Recipes

Bourride (Fish Stew with Aioli)

A French fish stew without the fuss
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Bourride
Photo: Tasting Table

Bouillabaisse has always taken center stage as the fish stew of Provence. Well, let us introduce you to its less fussy cousin: bourride.

It doesn't have Pernod or saffron. Or, perhaps more importantly, the never-ending rules of what fish to use and what not to use. Bourride is easier to make and, in many ways, more satisfying.

The stew is made up of a simple fish broth that's thickened with garlicky aioli and served over crusty bread with a dusting of parsley. Do like the French do and put out some extra aioli on the side.

Then all you need is a glass of Pastis.

To learn more, read "Marseille It Ain't So."

Bourride (Fish Stew with Aioli)

Recipe from the Tasting Table Test Kitchen

Yield: 6 servings

Prep Time: 1 hour

Cook Time: 1 hour and 20 minutes

Total Time: 2 hours and 20 minutes

Ingredients

For the Fish Broth:

2 tablespoons extra-virgin olive oil

2 pounds fish bones

1 yellow onion, quartered

1 medium leek, halved lengthwise and roughly chopped

6 parsley stems, leaves picked and reserved

4 thyme sprigs

1 fresh bay leaf

1 teaspoon white peppercorn

1 teaspoon fennel seeds

1 cup dry white wine

1 quart water

Salt, to taste

For the Aioli:

3 cloves garlic, smashed into a paste

2 egg yolks, at room temperature

2 teaspoons fresh lemon juice

1 tablespoon Dijon mustard

1 teaspoon Espelette pepper

1½ cups extra-virgin olive oil

Salt, to taste

For the Stew:

2 tablespoons extra-virgin olive oil

½ cup finely diced fennel

½ cup finely diced yellow onion

½ cup finely diced celery

½ pound small fingerling potatoes

2 pounds of monkfish, cut into 1-inch chunks

Six ½-inch slices of French-style country bread, toasted, plus more for serving

⅓ cup finely chopped parsley, for garnish

Espelette pepper, for garnish

Aioli, for serving

 

 

Directions

1. Make the fish broth: In a large pot over medium heat, add the olive oil. When the oil is hot, add the fish bones, onions, leeks, parsley stems, thyme, bay leaf, white peppercorn and fennel seeds and cook, stirring often, until fragrant, about 5 minutes. Add the white wine and cook until it has reduced by half, about 5 minutes. Add the water and bring to a simmer for 40 minutes, making sure the broth does not come to a boil. Meanwhile, finely chop the reserved parsley leaves and set aside. Strain the broth; remove and discard the solids. Season with salt and set aside.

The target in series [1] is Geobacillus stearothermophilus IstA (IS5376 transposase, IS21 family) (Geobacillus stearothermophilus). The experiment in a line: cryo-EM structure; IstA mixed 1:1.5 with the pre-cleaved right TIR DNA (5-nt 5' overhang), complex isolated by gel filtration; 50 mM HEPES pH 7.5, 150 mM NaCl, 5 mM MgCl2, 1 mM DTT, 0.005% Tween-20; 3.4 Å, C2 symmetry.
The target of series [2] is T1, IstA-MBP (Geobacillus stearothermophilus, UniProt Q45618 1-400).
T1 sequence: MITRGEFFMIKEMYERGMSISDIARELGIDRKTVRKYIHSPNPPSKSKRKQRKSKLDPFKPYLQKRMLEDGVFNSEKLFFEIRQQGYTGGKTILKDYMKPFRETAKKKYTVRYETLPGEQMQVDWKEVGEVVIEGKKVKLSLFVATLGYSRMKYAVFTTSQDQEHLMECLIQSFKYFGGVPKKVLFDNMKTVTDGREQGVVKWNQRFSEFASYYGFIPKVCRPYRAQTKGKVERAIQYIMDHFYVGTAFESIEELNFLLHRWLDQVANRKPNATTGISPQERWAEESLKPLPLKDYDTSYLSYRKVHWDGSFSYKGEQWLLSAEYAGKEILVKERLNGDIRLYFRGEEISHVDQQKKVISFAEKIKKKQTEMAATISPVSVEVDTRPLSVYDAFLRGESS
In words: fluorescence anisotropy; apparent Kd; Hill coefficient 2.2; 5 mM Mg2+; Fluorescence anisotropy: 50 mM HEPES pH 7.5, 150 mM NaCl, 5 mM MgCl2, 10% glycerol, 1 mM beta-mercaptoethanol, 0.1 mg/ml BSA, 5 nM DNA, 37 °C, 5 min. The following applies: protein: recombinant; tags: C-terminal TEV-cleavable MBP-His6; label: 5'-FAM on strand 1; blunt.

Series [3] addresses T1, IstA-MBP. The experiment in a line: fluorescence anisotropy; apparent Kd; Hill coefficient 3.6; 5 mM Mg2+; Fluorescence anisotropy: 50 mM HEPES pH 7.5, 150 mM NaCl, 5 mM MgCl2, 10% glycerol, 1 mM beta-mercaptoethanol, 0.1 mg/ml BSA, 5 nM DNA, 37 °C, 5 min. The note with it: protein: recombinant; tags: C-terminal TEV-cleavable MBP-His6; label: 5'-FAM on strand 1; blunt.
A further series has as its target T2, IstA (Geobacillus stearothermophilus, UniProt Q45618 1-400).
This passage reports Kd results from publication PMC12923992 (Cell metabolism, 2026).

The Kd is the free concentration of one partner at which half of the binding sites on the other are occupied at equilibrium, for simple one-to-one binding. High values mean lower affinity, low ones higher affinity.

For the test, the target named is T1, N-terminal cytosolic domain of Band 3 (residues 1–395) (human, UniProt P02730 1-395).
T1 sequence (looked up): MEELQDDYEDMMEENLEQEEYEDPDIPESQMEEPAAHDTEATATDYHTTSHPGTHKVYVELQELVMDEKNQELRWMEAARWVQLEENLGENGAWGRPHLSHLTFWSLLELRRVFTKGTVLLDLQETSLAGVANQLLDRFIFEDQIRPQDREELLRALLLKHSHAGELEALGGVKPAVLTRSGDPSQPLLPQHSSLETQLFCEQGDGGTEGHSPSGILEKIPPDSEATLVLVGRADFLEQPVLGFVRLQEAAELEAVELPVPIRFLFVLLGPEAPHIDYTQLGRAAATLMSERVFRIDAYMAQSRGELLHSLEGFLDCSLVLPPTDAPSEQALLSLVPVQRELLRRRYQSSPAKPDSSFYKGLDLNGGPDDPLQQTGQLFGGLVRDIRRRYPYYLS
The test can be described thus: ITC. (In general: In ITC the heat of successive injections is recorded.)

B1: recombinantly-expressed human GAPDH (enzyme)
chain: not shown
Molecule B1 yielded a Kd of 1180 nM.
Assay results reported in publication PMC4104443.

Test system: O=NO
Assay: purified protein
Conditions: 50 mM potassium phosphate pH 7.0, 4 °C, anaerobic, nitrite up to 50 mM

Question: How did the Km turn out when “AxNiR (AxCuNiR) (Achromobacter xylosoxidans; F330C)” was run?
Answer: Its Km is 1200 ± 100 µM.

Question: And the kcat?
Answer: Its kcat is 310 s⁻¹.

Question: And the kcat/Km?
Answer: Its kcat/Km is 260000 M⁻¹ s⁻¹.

2. Make the aioli: In a medium mixing bowl, whisk together the garlic, egg yolks, lemon juice, Dijon and Espelette pepper. Very gradually whisk in the oil, whisking constantly, until all of the oil is incorporated and the mixture is thick and well emulsified. Season with salt and set aside until ready to use.

3. Make the stew: In large sauté pan over medium-high heat, add the oil. When the oil is hot, add the fennel, onion and celery and cook, stirring occasionally until tender but not caramelized, about 15 minutes. Remove from heat and set aside.

4. Heat the fish broth in a large saucepan. Add the potatoes and cook until almost tender, about 15 minutes. Add the fish and cook until the fish is cooked through, about 8 to 10 minutes. Remove the potatoes and fish using a slotted spoon and divide among 6 soup bowls with the toasts. Whisk half the aioli into the broth and cook, whisking constantly, until the mixture has slightly thickened, about 5 minutes.

5. Place a piece of toast, topped with some fish and a few potatoes, in each bowl. Ladle the broth over the top; garnish with cooked vegetables, parsley and Espelette pepper. Serve hot with the remaining aioli and additional toasts.

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